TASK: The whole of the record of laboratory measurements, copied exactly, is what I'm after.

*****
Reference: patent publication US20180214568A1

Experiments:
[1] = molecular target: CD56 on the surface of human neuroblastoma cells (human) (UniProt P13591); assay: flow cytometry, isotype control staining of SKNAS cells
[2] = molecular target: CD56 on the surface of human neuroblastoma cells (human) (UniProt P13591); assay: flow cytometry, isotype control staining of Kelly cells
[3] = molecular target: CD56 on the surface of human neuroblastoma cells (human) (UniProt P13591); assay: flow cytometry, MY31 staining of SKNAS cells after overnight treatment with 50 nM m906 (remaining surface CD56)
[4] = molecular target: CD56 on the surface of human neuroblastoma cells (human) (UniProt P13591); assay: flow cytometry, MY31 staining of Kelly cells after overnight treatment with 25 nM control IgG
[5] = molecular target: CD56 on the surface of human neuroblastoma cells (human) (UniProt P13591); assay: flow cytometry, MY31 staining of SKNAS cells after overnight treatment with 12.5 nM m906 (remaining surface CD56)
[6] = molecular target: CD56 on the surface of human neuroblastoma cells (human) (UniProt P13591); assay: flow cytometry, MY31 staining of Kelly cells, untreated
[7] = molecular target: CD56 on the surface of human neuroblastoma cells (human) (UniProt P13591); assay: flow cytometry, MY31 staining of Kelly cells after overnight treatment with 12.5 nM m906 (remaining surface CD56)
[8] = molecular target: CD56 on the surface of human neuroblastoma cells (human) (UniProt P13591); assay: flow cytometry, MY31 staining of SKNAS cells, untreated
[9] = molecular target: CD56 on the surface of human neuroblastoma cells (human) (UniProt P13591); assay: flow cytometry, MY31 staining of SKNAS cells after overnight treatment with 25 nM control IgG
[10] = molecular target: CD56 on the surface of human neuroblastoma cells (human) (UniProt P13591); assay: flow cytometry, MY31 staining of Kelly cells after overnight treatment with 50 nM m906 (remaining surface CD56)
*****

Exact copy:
Reference: patent publication US20180214568A1

Experiments:
[1] = molecular target: CD56 on the surface of human neuroblastoma cells (human) (UniProt P13591); assay: flow cytometry, isotype control staining of SKNAS cells
[2] = molecular target: CD56 on the surface of human neuroblastoma cells (human) (UniProt P13591); assay: flow cytometry, isotype control staining of Kelly cells
[3] = molecular target: CD56 on the surface of human neuroblastoma cells (human) (UniProt P13591); assay: flow cytometry, MY31 staining of SKNAS cells after overnight treatment with 50 nM m906 (remaining surface CD56)
[4] = molecular target: CD56 on the surface of human neuroblastoma cells (human) (UniProt P13591); assay: flow cytometry, MY31 staining of Kelly cells after overnight treatment with 25 nM control IgG
[5] = molecular target: CD56 on the surface of human neuroblastoma cells (human) (UniProt P13591); assay: flow cytometry, MY31 staining of SKNAS cells after overnight treatment with 12.5 nM m906 (remaining surface CD56)
[6] = molecular target: CD56 on the surface of human neuroblastoma cells (human) (UniProt P13591); assay: flow cytometry, MY31 staining of Kelly cells, untreated
[7] = molecular target: CD56 on the surface of human neuroblastoma cells (human) (UniProt P13591); assay: flow cytometry, MY31 staining of Kelly cells after overnight treatment with 12.5 nM m906 (remaining surface CD56)
[8] = molecular target: CD56 on the surface of human neuroblastoma cells (human) (UniProt P13591); assay: flow cytometry, MY31 staining of SKNAS cells, untreated
[9] = molecular target: CD56 on the surface of human neuroblastoma cells (human) (UniProt P13591); assay: flow cytometry, MY31 staining of SKNAS cells after overnight treatment with 25 nM control IgG
[10] = molecular target: CD56 on the surface of human neuroblastoma cells (human) (UniProt P13591); assay: flow cytometry, MY31 staining of Kelly cells after overnight treatment with 50 nM m906 (remaining surface CD56)